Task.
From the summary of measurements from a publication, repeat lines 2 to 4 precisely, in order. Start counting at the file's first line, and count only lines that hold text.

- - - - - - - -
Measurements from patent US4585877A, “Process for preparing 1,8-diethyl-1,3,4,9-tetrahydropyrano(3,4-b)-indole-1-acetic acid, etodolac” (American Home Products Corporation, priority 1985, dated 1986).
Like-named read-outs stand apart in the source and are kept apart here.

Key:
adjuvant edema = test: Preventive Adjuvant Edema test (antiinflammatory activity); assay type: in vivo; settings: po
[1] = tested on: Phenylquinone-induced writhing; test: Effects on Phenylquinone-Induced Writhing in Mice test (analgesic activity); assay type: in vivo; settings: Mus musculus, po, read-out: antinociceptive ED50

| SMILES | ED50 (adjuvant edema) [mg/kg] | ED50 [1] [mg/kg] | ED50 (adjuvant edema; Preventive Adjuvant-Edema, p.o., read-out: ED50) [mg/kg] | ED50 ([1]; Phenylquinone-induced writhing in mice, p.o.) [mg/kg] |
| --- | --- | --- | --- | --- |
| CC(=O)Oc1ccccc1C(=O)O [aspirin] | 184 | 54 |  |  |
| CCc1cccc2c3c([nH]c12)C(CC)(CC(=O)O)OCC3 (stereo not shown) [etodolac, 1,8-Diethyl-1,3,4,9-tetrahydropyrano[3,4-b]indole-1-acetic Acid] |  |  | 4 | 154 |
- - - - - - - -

Like-named read-outs stand apart in the source and are kept apart here.

Key:
adjuvant edema = test: Preventive Adjuvant Edema test (antiinflammatory activity); assay type: in vivo; settings: po